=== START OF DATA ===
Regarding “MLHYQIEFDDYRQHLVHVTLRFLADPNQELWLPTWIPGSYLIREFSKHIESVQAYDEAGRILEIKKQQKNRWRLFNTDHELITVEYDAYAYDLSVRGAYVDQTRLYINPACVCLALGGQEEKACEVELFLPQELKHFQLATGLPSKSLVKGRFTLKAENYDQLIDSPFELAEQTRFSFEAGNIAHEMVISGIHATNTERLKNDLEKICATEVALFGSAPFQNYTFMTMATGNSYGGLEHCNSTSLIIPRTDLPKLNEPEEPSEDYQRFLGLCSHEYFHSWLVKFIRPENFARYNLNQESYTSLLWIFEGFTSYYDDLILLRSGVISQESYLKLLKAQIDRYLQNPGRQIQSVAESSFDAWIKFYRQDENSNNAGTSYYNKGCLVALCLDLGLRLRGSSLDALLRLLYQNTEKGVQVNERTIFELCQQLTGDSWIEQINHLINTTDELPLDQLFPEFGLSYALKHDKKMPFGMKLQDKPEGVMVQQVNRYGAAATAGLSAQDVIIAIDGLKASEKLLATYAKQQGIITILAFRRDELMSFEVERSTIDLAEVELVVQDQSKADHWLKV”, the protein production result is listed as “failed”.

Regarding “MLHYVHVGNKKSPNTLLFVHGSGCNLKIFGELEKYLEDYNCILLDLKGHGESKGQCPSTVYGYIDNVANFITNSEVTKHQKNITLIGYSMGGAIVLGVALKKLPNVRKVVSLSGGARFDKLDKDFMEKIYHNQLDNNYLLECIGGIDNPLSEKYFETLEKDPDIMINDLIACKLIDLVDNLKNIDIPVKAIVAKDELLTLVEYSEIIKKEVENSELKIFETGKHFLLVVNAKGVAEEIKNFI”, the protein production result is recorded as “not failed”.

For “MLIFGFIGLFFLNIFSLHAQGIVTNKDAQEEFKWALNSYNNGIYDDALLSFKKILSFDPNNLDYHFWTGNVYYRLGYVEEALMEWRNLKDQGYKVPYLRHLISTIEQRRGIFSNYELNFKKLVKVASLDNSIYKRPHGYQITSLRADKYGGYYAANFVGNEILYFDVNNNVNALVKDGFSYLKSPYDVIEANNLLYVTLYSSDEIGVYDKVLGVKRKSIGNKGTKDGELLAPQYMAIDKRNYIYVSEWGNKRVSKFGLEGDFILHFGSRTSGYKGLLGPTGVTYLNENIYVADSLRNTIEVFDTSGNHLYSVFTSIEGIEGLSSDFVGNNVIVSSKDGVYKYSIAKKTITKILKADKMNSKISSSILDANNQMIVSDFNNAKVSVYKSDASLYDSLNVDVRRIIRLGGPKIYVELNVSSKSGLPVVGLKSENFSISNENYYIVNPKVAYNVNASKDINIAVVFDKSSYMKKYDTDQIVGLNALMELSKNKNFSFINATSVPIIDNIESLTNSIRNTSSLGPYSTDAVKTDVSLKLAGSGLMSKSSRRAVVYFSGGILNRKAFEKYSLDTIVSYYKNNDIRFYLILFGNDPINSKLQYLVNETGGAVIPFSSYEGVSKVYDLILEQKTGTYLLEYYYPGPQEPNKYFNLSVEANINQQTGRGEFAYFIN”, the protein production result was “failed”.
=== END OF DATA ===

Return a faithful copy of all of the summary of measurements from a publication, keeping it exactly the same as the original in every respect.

Regarding “MLHYQIEFDDYRQHLVHVTLRFLADPNQELWLPTWIPGSYLIREFSKHIESVQAYDEAGRILEIKKQQKNRWRLFNTDHELITVEYDAYAYDLSVRGAYVDQTRLYINPACVCLALGGQEEKACEVELFLPQELKHFQLATGLPSKSLVKGRFTLKAENYDQLIDSPFELAEQTRFSFEAGNIAHEMVISGIHATNTERLKNDLEKICATEVALFGSAPFQNYTFMTMATGNSYGGLEHCNSTSLIIPRTDLPKLNEPEEPSEDYQRFLGLCSHEYFHSWLVKFIRPENFARYNLNQESYTSLLWIFEGFTSYYDDLILLRSGVISQESYLKLLKAQIDRYLQNPGRQIQSVAESSFDAWIKFYRQDENSNNAGTSYYNKGCLVALCLDLGLRLRGSSLDALLRLLYQNTEKGVQVNERTIFELCQQLTGDSWIEQINHLINTTDELPLDQLFPEFGLSYALKHDKKMPFGMKLQDKPEGVMVQQVNRYGAAATAGLSAQDVIIAIDGLKASEKLLATYAKQQGIITILAFRRDELMSFEVERSTIDLAEVELVVQDQSKADHWLKV”, the protein production result is listed as “failed”.

Regarding “MLHYVHVGNKKSPNTLLFVHGSGCNLKIFGELEKYLEDYNCILLDLKGHGESKGQCPSTVYGYIDNVANFITNSEVTKHQKNITLIGYSMGGAIVLGVALKKLPNVRKVVSLSGGARFDKLDKDFMEKIYHNQLDNNYLLECIGGIDNPLSEKYFETLEKDPDIMINDLIACKLIDLVDNLKNIDIPVKAIVAKDELLTLVEYSEIIKKEVENSELKIFETGKHFLLVVNAKGVAEEIKNFI”, the protein production result is recorded as “not failed”.

For “MLIFGFIGLFFLNIFSLHAQGIVTNKDAQEEFKWALNSYNNGIYDDALLSFKKILSFDPNNLDYHFWTGNVYYRLGYVEEALMEWRNLKDQGYKVPYLRHLISTIEQRRGIFSNYELNFKKLVKVASLDNSIYKRPHGYQITSLRADKYGGYYAANFVGNEILYFDVNNNVNALVKDGFSYLKSPYDVIEANNLLYVTLYSSDEIGVYDKVLGVKRKSIGNKGTKDGELLAPQYMAIDKRNYIYVSEWGNKRVSKFGLEGDFILHFGSRTSGYKGLLGPTGVTYLNENIYVADSLRNTIEVFDTSGNHLYSVFTSIEGIEGLSSDFVGNNVIVSSKDGVYKYSIAKKTITKILKADKMNSKISSSILDANNQMIVSDFNNAKVSVYKSDASLYDSLNVDVRRIIRLGGPKIYVELNVSSKSGLPVVGLKSENFSISNENYYIVNPKVAYNVNASKDINIAVVFDKSSYMKKYDTDQIVGLNALMELSKNKNFSFINATSVPIIDNIESLTNSIRNTSSLGPYSTDAVKTDVSLKLAGSGLMSKSSRRAVVYFSGGILNRKAFEKYSLDTIVSYYKNNDIRFYLILFGNDPINSKLQYLVNETGGAVIPFSSYEGVSKVYDLILEQKTGTYLLEYYYPGPQEPNKYFNLSVEANINQQTGRGEFAYFIN”, the protein production result was “failed”.